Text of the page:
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Tropical Dendrochronology Laboratory

Welcome to the Tropical Dendrochronology Laboratory

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The Tropical Dendrochronology Laboratory (TDL) specializes in developing proxies of past climate from the tree-rings and chemistry of tropical plants, including trees and cactus.  Dendrochronology uses the width and chemistry of tree-rings that grow in order over time (the oldest rings on the inside, the newest rings closest to the bark) to reconstruct that plant’s or site’s climate or life history. For columnar cactus that grow spines only from their tops, leaving the oldest spines at the bottom and the newest spines at the top, we use the chemistry of spines to find out how old the cactus is and also to deduce and model past climate (i.e. Acanthochronology). We are especially interested in long records of climate that show climate before CE 1850 (before weather instruments were widespread) and records from the tropics, an important region for many global climate features and a region where these records are relatively rare.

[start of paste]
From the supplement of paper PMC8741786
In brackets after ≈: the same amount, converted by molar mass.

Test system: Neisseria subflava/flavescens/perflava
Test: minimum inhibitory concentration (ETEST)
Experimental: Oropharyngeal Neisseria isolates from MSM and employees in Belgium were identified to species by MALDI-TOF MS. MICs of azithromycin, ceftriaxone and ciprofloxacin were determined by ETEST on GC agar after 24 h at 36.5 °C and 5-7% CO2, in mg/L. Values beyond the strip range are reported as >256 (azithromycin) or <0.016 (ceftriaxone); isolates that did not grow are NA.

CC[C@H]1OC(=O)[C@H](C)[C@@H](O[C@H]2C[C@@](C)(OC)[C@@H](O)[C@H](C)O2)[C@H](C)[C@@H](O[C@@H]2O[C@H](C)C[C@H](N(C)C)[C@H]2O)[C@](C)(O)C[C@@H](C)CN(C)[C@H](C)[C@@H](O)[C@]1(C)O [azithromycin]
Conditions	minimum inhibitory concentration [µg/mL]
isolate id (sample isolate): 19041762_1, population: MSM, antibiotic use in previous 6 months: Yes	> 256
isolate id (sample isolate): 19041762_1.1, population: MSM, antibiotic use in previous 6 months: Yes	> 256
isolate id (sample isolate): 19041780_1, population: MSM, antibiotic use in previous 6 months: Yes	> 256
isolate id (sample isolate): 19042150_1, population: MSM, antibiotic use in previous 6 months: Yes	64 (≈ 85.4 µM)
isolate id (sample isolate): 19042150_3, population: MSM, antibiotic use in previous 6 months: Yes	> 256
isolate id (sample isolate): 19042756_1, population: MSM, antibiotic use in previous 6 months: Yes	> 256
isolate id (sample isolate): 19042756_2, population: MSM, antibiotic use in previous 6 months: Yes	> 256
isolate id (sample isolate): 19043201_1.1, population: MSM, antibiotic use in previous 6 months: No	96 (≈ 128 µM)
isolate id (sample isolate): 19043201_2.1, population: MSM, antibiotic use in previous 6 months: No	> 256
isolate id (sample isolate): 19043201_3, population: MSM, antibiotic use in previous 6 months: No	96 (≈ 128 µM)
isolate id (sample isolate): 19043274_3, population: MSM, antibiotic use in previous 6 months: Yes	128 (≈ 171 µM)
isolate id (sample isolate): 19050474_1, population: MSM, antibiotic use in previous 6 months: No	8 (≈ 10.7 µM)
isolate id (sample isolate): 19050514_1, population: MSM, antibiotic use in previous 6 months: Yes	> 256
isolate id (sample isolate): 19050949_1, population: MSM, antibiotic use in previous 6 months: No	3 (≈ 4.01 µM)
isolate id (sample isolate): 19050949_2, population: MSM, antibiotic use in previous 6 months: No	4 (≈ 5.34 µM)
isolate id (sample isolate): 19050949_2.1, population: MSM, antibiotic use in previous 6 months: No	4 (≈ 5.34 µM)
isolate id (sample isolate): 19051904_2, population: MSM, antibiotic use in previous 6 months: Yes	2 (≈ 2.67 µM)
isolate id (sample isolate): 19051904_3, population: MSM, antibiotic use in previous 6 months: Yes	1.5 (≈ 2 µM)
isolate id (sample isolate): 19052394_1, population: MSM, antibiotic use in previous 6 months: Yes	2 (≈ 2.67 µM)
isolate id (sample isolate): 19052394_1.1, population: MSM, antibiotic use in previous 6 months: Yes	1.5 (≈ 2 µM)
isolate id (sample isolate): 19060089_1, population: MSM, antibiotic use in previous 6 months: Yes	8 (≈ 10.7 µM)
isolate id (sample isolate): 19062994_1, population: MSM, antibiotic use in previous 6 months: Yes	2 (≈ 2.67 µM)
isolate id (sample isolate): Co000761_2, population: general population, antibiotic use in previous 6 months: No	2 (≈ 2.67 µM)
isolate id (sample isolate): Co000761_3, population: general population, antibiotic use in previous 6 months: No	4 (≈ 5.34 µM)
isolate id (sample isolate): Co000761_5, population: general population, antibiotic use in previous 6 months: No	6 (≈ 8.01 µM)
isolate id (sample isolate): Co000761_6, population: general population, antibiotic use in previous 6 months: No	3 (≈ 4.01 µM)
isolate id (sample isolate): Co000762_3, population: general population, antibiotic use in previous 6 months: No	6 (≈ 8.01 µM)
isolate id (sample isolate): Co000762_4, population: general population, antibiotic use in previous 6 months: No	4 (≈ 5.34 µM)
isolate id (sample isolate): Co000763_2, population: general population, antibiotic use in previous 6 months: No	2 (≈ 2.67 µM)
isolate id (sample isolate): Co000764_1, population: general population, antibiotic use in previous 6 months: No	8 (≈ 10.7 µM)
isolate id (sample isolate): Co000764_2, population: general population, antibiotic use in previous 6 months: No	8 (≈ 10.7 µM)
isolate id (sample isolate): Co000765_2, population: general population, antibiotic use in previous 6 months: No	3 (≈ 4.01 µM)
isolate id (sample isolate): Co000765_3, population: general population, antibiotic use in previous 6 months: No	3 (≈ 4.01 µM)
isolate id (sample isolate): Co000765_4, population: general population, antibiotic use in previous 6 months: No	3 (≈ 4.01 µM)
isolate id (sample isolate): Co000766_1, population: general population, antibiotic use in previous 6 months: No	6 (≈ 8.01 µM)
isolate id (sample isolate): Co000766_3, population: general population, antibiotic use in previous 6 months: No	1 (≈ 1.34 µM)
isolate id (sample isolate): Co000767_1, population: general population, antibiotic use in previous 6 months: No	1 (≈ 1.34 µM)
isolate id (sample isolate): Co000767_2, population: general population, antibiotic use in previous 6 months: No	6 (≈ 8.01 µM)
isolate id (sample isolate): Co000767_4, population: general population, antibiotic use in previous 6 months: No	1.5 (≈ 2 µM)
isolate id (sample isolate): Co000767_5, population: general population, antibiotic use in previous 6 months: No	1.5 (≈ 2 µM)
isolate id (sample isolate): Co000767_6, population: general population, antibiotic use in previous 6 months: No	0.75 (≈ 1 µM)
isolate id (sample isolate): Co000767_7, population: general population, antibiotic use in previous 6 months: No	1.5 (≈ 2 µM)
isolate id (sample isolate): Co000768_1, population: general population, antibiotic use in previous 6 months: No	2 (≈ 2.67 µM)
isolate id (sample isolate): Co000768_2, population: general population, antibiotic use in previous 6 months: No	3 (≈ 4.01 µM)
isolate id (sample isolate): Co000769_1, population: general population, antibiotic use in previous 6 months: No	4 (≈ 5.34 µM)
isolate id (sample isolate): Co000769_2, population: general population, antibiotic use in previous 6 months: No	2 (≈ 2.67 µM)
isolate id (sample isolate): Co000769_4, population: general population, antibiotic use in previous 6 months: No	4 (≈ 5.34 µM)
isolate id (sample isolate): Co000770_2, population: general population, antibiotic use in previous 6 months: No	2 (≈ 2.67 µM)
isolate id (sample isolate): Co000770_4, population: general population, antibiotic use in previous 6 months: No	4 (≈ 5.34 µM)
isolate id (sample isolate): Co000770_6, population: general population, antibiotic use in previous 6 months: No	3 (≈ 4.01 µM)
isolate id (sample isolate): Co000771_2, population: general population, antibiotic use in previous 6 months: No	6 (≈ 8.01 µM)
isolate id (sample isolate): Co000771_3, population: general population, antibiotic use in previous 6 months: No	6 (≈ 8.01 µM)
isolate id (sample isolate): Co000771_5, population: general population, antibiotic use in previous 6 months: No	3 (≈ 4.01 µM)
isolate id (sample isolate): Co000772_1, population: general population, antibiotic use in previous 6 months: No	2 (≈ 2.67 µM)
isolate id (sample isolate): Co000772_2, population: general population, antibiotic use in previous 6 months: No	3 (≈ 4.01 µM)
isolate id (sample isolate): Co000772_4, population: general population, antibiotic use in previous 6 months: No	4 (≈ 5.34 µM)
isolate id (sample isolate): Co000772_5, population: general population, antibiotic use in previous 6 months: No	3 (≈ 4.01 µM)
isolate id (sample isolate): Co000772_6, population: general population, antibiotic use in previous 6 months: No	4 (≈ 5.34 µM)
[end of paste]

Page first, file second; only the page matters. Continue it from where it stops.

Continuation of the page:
Bradd Witt (UQ) cutting wood discs from gidgee posts at the Ambathala Sheep Shed, SW Queensland

The TDL is supported by TESS and the School of Earth and Environmental Sciences at JCU. Our laboratory has several pieces of specialized equipment to help us develop and understand tree-ring and cactus spine records.

At James Cook University, several academic and technical staff are involved in the development of tree-ring and cactus spine records. We also share information and collaborate with many experts from within Australia and around the world.

The TDL also administers the Australasian Dendrochronology Page on Facebook, a great source for current news and positions in tropical and Australasian dendrochronology.

Earth, trees and sky

Centre for Tropical Environmental & Sustainability Sciences

Twitter (@TESSJCU)